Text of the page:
(Knopf, 340 pp., $27.95)
Jhumpa Lahiri, who won the Pulitzer Prize for her 1999 short story collection Interpreter of Maladies, returns with a heartbreaking and quietly ambitious tale about two young brothers and their family living in Calcutta in the 1960s and following them through generations to the present.
Udayan, who Read More
Can a work of art be described as a religious experience at a time when, if not dead, God has at the very least ceded sole proprietorship over that sprawling diocese of human language that for centuries was used to necessarily invoke him?
Painted between 1971 and 1974, the three panels of Simon Dinnerstein’s The Read More
“Mort and I are far from retiring,” Lynn Nesbit said on Friday afternoon. “It isn’t a question on the table at the moment. It really isn’t.”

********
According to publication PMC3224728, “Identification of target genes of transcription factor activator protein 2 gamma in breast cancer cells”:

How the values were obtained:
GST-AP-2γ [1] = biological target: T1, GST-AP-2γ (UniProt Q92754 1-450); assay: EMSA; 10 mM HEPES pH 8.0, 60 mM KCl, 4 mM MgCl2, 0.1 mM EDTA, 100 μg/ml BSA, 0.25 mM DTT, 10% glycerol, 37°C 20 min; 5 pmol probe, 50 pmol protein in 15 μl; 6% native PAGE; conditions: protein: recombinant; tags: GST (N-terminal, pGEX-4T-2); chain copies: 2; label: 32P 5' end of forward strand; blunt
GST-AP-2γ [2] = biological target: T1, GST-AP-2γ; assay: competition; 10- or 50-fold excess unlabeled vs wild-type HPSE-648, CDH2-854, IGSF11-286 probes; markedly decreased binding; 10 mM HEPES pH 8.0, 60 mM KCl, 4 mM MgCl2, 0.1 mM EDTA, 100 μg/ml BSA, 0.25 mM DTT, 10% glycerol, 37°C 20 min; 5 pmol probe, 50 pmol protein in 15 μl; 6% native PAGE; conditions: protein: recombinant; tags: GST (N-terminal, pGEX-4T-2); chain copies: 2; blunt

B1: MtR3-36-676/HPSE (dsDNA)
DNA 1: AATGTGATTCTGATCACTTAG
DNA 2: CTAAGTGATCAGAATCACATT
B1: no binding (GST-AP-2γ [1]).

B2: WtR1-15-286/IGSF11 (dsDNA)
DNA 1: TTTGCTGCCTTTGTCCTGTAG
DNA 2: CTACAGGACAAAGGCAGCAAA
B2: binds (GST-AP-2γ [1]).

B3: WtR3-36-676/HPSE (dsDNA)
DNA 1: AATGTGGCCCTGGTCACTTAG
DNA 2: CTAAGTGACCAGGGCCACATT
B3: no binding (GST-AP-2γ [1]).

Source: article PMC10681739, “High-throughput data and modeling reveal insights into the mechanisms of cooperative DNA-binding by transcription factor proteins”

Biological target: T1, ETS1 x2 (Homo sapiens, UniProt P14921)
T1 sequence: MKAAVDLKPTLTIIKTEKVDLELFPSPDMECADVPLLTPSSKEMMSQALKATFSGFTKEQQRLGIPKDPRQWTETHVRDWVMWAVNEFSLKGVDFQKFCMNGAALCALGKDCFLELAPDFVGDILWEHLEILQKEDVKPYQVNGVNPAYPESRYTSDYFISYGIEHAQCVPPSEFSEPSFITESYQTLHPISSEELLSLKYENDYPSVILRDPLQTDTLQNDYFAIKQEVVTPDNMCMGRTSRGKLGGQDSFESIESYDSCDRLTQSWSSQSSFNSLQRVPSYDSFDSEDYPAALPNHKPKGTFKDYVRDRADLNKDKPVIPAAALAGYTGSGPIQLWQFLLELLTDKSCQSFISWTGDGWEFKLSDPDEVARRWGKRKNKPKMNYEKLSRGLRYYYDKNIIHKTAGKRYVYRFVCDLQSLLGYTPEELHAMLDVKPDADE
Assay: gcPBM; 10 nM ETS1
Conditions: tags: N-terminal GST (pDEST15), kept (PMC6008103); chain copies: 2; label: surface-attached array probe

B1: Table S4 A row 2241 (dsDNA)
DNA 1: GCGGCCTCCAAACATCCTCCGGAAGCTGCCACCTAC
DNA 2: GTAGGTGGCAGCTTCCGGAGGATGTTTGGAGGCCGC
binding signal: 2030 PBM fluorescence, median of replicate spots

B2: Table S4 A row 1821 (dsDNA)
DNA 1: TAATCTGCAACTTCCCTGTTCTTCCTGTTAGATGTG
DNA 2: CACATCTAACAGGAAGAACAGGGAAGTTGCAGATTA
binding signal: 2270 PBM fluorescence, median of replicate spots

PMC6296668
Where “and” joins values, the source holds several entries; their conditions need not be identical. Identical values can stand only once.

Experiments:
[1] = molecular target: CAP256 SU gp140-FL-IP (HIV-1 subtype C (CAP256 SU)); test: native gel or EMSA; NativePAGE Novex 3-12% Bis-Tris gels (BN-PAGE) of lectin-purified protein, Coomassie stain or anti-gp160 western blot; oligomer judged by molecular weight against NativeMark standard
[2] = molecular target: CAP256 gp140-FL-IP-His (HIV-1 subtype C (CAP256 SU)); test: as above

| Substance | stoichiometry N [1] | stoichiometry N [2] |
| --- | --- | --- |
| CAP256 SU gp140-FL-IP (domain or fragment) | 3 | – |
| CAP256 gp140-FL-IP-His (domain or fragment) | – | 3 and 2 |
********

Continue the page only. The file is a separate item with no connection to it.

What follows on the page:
The night before, one of the stars at the boutique literary agency Ms. Nesbit runs with Mort Janklow abruptly announced that he was leaving Read More
In a company-wide memo sent to Random House staff this afternoon—labeled "a very different memo" by company spokesman Stuart Applebaum when he forwarded it to media—Markus Dohle turned a spotlight upon Random House’s strong presence on year-end book lists published this week by The Toronto Globe and Mail and The New Read More
Later this month, Matt Weiland and Sean Wilsey will publish a book called State by State: A Panoramic Portrait of America (Ecco), a collection of 50 essays, each one between 3,000 and 5,000 words long: Jhumpa Lahiri wrote about Rhode Island, William Vollman wrote about California, Jonathan Franzen wrote about New York, and so forth. Read More
THE PLACES: 1. Tea Lounge 2. Press 195 3. Perch Café 4. Ozzie’s 5. Brooklyn Public Library 6. Brooklyn Writers Space 7. 826NYC 8. Brooklyn Reading Works/ Old Stone House 9. Brooklyn Lyceum 10. Prospect Park 11. Pete’s Candy Store 12. Sunny’s 13. Pacific Standard 14. Moe’s 15. Community Bookstore 16. BookCourt 17. Heights Read More